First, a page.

Dan DiMicco and the Nucor Years
From July 2003 and for the next several years I had the distinct pleasure of helping T. Rowe Price become Nucor’s largest shareholder, while Mr. DiMicco was the CEO at Nucor. In a pattern our investors today would surely recognize, I was willing to advocate ownership of a leader in a beleaguered sector as long as I could be confident in the company’s balance sheet and low cost position. I had that confidence in NUE. During that time I became firmly convinced that Dan DiMicco was the best executive I had ever met and had the honor of backing as an investor. These pages have sung Mr. DiMicco’s praises before (Blockbuster Results, March 18, 2015).
To summarize Mr. DiMicco’s accomplishments, he increased Nucor’s capacity/share by 40% at the trough of a deep downcycle by buying competitors at 17 cents on the dollar (at a fraction of their replacement cost) and then remained disciplined in the upcycle returning excess capital to shareholders in special dividends and share buybacks. Mr. DiMicco topped off this amazingly disciplined record with a prescience I have never seen repeated anywhere: he raised $1b in equity at the peak of the cycle in mid 2008 right before the collapse of the global financial crisis. Other competitors would be forced to dance with the threat of bankruptcy in the downcycle, but not Nucor, thanks to Mr. DiMicco’s foresight.
Trust me when I say: no one allocates capital with such skill. You could live a thousand lifetimes and never see such a great job in a tough industry ever again. This short report does not allow the requisite space to outline all the reasons Mr. DiMicco’s tenure at Nucor is one of the most storied and distinguished in the annals of any CEO in the long sweep of American industrial history. So let me be very clear when I say that Dan DiMicco is one of the finest industrial executives that this country has ever produced.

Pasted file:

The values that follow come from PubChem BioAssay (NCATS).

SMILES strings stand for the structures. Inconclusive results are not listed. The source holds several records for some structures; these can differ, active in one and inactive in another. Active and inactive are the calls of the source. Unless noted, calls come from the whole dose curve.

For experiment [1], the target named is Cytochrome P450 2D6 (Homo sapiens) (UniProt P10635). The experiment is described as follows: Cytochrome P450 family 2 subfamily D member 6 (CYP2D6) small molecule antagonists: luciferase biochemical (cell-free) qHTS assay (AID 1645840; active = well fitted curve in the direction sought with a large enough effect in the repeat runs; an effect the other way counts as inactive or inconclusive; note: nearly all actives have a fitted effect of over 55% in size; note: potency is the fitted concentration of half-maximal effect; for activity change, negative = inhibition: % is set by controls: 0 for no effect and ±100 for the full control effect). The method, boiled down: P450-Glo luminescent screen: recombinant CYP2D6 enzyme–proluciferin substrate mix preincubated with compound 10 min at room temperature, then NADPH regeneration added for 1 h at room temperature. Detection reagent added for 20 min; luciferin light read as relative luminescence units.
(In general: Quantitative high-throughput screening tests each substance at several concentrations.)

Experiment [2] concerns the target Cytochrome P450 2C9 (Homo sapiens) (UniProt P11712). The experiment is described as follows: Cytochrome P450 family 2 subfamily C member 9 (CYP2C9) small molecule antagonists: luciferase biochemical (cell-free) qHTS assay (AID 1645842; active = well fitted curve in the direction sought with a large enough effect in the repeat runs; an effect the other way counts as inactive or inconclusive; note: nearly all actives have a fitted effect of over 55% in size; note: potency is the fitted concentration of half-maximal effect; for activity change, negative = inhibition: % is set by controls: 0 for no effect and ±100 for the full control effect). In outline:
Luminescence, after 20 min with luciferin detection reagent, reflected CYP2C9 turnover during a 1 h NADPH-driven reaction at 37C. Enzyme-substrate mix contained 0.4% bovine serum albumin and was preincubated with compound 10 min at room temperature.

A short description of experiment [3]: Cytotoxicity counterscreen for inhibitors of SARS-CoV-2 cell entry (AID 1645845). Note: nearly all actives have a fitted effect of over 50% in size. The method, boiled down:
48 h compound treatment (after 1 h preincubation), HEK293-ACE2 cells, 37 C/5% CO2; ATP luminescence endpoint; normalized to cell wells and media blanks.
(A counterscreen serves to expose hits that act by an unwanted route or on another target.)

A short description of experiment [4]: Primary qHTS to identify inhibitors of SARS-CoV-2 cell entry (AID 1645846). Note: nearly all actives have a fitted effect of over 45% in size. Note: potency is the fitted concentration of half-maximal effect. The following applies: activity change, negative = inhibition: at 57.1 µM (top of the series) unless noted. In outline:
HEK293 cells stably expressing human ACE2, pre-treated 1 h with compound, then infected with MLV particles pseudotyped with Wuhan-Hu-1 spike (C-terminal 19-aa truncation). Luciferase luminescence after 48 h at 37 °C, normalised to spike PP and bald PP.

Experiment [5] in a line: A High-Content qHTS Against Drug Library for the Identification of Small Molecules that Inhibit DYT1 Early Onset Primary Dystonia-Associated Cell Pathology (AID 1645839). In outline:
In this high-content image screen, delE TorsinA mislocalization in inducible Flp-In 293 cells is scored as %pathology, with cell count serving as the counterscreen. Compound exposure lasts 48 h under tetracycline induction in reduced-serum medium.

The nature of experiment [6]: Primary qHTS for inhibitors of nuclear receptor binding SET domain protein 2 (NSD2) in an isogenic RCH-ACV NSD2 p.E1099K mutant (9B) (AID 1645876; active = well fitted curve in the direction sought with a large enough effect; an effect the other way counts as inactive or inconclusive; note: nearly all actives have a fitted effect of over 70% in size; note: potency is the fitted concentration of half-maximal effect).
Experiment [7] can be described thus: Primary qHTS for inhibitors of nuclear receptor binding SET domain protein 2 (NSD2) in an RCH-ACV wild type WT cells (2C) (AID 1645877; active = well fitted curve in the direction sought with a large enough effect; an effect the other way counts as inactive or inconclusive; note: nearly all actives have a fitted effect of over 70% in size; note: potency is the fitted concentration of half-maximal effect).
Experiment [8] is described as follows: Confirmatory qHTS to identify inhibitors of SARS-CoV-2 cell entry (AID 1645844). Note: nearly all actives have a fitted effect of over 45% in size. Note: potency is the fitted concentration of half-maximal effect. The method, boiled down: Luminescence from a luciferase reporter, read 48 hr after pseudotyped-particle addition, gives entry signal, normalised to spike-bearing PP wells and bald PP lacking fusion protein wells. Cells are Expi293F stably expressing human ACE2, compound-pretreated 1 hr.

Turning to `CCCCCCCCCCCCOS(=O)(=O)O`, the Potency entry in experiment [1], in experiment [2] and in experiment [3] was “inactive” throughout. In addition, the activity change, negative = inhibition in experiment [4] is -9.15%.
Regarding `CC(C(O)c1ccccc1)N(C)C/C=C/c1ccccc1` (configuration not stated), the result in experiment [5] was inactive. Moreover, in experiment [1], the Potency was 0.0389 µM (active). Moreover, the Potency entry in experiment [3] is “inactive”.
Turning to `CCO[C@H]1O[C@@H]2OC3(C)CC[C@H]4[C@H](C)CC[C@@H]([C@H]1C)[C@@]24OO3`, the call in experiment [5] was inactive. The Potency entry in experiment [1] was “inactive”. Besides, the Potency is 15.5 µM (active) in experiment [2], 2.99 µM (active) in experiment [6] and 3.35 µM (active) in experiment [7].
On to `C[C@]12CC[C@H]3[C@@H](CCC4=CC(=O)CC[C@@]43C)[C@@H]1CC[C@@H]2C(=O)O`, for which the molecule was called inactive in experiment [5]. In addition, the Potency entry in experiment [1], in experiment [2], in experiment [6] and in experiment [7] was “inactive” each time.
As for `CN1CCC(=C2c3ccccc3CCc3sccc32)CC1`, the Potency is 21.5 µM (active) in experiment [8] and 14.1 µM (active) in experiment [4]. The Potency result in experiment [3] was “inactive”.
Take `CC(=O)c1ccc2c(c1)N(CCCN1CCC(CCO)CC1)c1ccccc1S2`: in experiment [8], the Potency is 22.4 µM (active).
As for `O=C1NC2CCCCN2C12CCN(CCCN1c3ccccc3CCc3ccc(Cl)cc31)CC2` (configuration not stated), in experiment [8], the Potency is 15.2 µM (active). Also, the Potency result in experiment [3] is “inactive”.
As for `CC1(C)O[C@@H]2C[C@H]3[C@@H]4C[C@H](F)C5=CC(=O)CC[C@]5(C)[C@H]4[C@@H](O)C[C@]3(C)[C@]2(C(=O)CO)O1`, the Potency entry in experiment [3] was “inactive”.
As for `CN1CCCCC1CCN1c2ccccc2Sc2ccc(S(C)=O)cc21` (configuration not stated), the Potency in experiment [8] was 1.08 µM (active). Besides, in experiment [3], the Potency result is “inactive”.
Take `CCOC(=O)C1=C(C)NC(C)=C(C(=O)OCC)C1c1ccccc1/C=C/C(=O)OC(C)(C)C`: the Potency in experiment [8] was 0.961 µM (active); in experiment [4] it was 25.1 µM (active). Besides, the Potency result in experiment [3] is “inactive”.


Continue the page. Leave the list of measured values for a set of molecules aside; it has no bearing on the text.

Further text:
Fast forward to now, and Mr. DiMicco is once again in a position of prominence – this time with the Trump Administration. Mr. DiMicco is in charge of running the transition team for the office of the United States Trade Representative (USTR). USTR is a powerful body whose major responsibility is negotiating U.S. international trade deals and monitoring their performance.
Mr. DiMicco is wondrously blunt and straight-shooting. Simply observe Mr. DiMicco’s blog (http://www.dandimicco.com/blog) or his Twitter feed to get a sense for what Mr. DiMicco’s views are or what he wants to achieve. The inescapable conclusion is that Mr. DiMicco believes that the historic norms of U.S. international trade policy have worked against U.S. companies and their workers. He wants to see change, huge change, and see it now. With his position on the USTR transition team, he is on the threshold of having the ability to execute on his long held views. I tell you now that Trump couldn’t stop Mr. DiMicco if he wanted to. If Mr. DiMicco assumes the role of running USTR I can promise you that he will push for change, real change, with every fiber of his being. And I think he will achieve it.
What does this mean for today’s investors?
The stock market has rallied since the election with a euphoria seldom seen in our markets. Mr. Trump has not yet assumed office but the market has been willing to give him and his policies the benefit of the doubt in “making America great again.” One aspect of his incoming administration that has not received similar attention is his decidedly negative views on the current “free trade” regime. Ever since the end of World War II, international trade rules have moved consistently in one direction: to be more free and open, as the chart below illustrates.
Mr. Trump’s public statements suggest that he prefers a change in that trend. My own conclusion is that Mr. Ross and Mr. Dimicco agree that a change is needed. These are all serious people who are used to achieving their goals. I think it would be foolish to bet against them.